These are difficult times for our neighborhoods, cities, nation, and the world at large. I have felt and continue to feel exhausted, while at the same time extremely energized. As a person of color, I cannot aptly put into words the rawness of what this year has been, let alone the weeks following George Floyd’s death. In all, I have learned gratitude that I have had avenues to drive my emotions to safety. I am also grateful for my fellow Vincentians who have taken the time to not only learn but to attempt empathy.
The “Hope in the Face of Racism” webinar series was in itself a difficult lesson for me, personally. Within the cradle of my faith, I faced the uncomfortable reality that there were some with whom I broke bread that did not see the injustices towards people of color. I asked the Lord simply “why?” Why would the way He made me would bring out such ugliness from my fellow brothers and sisters?
I am truly thankful to our President, Ralph Middlecamp, and to my fellow Vincentians on both the African American Task Force and the Voice of the Poor Committee for our work on the webinars. I struggled with how I could be asked to help people understand a 400-year-old problem of racial injustice. The vulnerabilities within me were struggling to quieten the raging pain. If people could not have learned from giants like Dr. Martin Luther King Jr., Rosa Parks, James Baldwin, Blessed Frederic Ozanam, or St Vincent de Paul, why would they hear little old me? Then it came to me: I am but a vessel that has been brought here. A mere conduit so that we do not lose our way as we journey.
What this moment asks of us as Vincentians is not to examine the whys, but instead to hold the hands of our communities while we go back to the basics. To teach by our ways. “They will know we are Christians by our love.” I believe racism is not something one is born with, but rather a learned behavior. We can teach our families, fellow parishioners, and the communities we live and serve in that it is possible to “unlearn” through love. For our nation is “the traveler who has been stripped of clothing, beaten, and left half dead alongside the road.” To come to the aid of others does not diminish who we are.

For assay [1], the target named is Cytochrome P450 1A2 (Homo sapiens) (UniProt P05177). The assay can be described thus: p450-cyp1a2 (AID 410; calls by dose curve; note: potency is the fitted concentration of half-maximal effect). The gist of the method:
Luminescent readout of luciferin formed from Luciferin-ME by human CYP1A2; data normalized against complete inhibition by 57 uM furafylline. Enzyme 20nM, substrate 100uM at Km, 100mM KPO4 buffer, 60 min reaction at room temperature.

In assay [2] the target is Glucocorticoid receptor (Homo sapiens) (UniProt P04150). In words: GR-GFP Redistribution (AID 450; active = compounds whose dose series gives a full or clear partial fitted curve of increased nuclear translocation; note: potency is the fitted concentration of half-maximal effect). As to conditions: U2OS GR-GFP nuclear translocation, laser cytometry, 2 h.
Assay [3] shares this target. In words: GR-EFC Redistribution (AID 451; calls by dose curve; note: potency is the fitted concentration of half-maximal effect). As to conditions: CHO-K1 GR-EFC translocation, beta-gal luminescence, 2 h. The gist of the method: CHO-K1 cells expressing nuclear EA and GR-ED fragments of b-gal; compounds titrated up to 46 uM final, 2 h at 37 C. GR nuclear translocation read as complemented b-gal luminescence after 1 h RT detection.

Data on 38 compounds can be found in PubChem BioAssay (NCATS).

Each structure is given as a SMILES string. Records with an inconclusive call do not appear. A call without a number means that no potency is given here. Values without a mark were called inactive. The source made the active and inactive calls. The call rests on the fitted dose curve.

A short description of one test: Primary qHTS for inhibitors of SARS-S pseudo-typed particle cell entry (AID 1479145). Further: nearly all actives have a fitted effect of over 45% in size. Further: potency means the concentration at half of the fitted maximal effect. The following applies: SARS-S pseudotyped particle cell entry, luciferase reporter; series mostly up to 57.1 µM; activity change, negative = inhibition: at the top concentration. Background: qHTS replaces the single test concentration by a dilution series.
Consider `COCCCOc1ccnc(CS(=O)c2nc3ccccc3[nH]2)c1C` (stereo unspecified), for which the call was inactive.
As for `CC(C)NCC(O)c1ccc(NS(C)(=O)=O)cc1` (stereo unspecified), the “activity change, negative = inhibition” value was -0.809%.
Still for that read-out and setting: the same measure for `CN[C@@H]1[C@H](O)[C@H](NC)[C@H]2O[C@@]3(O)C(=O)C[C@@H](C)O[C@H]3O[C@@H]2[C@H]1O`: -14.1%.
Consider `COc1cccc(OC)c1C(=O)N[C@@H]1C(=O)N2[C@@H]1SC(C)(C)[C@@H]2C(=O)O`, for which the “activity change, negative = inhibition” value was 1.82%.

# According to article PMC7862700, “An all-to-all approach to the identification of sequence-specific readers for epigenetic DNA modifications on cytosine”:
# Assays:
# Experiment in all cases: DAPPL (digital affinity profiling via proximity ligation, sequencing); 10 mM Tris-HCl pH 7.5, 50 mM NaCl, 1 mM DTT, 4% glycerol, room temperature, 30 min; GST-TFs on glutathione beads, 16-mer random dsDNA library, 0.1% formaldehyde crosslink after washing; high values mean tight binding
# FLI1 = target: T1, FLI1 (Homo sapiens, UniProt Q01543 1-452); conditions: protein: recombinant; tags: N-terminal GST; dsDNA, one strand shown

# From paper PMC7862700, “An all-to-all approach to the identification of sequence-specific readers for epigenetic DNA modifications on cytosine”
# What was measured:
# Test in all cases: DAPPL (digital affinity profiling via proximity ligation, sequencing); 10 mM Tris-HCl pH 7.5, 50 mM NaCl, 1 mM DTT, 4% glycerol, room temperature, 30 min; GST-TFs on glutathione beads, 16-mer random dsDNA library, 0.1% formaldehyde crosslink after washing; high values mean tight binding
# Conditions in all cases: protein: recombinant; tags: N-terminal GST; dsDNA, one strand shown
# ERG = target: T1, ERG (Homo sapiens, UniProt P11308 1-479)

If we are to live out our Gospel values, can we also preface our actions with a question of whether we should answer the call or not? If no work of Charity is foreign to us, what is it that we are seeking at this moment? Should we not just get to work? COVID19 has robbed our communities of so much. From an inability to mourn our dead to the total disconnect brought about by the shelter in place and social distancing at a time when we need to simply hug. The emotional hunger that so many are struggling with is exacerbated further by job losses.
In the weeks ahead as the moratorium on evictions are coming to an end, the calls for help will be overwhelming. The brunt of these evictions will be carried by the very groups who have the most Coronavirus infections, the most deaths. Our energies should be towards learning. If we allow the Holy Spirit to guide us through creating a safe space to get to know one another better, there will be no limitations to what we can achieve. This “space” will allow us to refocus our gaze on Christ and the work He beckons us to be present for.
We need to open our hearts and then expand them. Today the plight of the African Americans is front and center, but there are still children that are separated from their parents. Children still living in deplorable conditions. The problems that have riddled Native Americans for generations are still in play. We cannot be complacent when the need is so great. Our Vincentian family is a large one with many talents that the Good Lord has graced us with. Let our “Hope in Action” have the courage to work towards facilitating the changes to policies that discriminate.
Chair of the African American Task Force